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University Endowments’ “Smart” Investment Strategies?

If you want to see how the “other half” manages its money, turn to the National Association of College and University Business Officers, which surveys college endowments across the country. These portfolios tend to be a bit larger than yours and mine: Harvard University’s 2018 endowment, the largest in the country, came out to more than $38 billion. In second place, the University of Texas is managing an endowment portfolio of just under $31 billion.

You can see on the chart the 40 largest university endowments. In all, the survey uncovered $616 billion managed by 104 American colleges and universities, and the top ten accounted for one-third of the total.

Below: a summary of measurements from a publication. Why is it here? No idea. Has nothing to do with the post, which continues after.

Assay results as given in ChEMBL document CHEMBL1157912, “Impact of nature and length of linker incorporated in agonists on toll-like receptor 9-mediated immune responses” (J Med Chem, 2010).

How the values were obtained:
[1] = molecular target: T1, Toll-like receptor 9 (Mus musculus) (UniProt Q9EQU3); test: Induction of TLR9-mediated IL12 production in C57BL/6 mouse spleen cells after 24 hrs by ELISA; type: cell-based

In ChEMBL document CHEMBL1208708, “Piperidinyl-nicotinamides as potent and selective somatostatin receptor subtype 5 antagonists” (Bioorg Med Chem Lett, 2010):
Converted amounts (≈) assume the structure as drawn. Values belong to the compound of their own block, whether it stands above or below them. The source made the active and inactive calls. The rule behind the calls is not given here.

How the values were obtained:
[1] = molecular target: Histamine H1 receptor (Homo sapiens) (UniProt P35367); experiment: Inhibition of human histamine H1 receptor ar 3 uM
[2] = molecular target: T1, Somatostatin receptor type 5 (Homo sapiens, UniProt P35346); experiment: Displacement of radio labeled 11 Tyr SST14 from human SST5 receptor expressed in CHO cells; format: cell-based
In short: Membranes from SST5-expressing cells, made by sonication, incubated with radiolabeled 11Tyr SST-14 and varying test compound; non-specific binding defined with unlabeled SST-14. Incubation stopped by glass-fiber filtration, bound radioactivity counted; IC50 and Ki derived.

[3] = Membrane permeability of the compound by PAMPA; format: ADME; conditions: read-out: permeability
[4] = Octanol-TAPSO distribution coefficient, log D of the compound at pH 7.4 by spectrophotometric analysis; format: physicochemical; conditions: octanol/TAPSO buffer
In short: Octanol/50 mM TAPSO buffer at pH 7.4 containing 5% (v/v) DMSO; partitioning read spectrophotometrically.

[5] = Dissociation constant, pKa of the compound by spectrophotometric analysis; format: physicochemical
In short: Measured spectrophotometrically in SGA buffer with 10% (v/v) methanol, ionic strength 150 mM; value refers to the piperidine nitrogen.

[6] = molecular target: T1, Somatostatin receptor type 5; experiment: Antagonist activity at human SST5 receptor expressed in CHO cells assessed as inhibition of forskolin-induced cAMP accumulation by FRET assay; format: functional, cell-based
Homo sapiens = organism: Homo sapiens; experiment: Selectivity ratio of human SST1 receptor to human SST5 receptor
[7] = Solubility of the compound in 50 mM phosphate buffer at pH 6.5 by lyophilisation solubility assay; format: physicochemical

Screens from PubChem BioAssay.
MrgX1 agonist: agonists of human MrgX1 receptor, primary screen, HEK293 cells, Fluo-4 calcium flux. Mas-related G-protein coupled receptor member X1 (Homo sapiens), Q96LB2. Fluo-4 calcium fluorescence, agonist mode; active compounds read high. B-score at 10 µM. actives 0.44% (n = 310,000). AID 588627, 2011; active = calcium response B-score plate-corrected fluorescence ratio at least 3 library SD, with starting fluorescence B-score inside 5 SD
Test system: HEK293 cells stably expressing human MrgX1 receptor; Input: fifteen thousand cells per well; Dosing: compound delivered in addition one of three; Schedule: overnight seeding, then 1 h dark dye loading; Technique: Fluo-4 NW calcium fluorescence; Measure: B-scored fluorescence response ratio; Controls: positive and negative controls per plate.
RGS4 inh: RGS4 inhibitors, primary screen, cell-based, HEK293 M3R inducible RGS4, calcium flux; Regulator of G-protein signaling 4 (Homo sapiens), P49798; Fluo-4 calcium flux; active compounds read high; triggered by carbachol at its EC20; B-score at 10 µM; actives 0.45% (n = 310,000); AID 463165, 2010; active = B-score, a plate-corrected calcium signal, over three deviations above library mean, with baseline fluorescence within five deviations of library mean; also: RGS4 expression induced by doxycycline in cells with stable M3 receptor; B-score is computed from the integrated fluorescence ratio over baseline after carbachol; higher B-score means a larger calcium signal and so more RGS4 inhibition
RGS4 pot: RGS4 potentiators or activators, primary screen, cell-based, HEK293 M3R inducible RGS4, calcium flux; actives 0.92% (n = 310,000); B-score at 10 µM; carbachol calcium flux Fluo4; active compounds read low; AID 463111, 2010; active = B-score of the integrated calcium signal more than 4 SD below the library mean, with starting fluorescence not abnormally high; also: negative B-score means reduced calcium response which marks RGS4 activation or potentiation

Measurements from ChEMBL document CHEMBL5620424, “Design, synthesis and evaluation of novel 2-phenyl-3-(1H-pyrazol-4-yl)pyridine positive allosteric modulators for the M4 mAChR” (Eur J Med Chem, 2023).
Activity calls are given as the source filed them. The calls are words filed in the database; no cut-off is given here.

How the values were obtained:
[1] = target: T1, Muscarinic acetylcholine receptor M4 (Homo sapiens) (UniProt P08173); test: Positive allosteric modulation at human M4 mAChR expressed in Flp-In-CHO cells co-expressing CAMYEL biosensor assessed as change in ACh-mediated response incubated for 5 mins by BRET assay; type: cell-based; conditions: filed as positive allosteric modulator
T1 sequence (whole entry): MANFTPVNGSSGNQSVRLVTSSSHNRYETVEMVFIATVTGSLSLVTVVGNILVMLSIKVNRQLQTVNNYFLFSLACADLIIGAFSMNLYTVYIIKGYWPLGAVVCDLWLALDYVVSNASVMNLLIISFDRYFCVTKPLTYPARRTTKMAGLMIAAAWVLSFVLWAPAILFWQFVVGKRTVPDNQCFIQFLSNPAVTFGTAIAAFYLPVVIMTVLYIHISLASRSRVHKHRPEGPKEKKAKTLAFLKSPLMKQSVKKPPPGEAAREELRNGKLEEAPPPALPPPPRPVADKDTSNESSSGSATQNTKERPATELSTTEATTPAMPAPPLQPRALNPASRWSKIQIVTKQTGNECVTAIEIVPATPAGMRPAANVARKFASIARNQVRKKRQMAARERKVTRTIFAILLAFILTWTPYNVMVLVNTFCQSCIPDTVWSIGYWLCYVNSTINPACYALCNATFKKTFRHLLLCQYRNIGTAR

How do these institutions invest their assets? U.S. stocks made up just 13% of the largest endowments, foreign stocks made up 19%, and bonds added another 7% of the total. Three percent was allocated to cash, and a whopping 58% was devoted to “alternative strategies”—meaning private equity, hedge funds, derivatives, venture capital, investment real estate, timber farms, and distressed debt. Looking over all public institutions, these alternative strategies made up 46% of the universities’ total investments.

Of course, the reason that universities invest in those alternative strategies is that they have enough scale (total dollars) and enough money to hire smart investment managers who know how to make real money there—right? Interestingly, the average return for all the endowments ranged from 5.6% to 6.1% a year over the last ten years. That’s considerably lower than the colleges and universities would have gotten if they’d simply put all their money in the S&P 500 index—which was up 10.2% a year over the same time period.

The lesson here may be that all the high-priced talent hired by some of the world’s largest investors may have outsmarted themselves when a simple investment approach would have worked out better.

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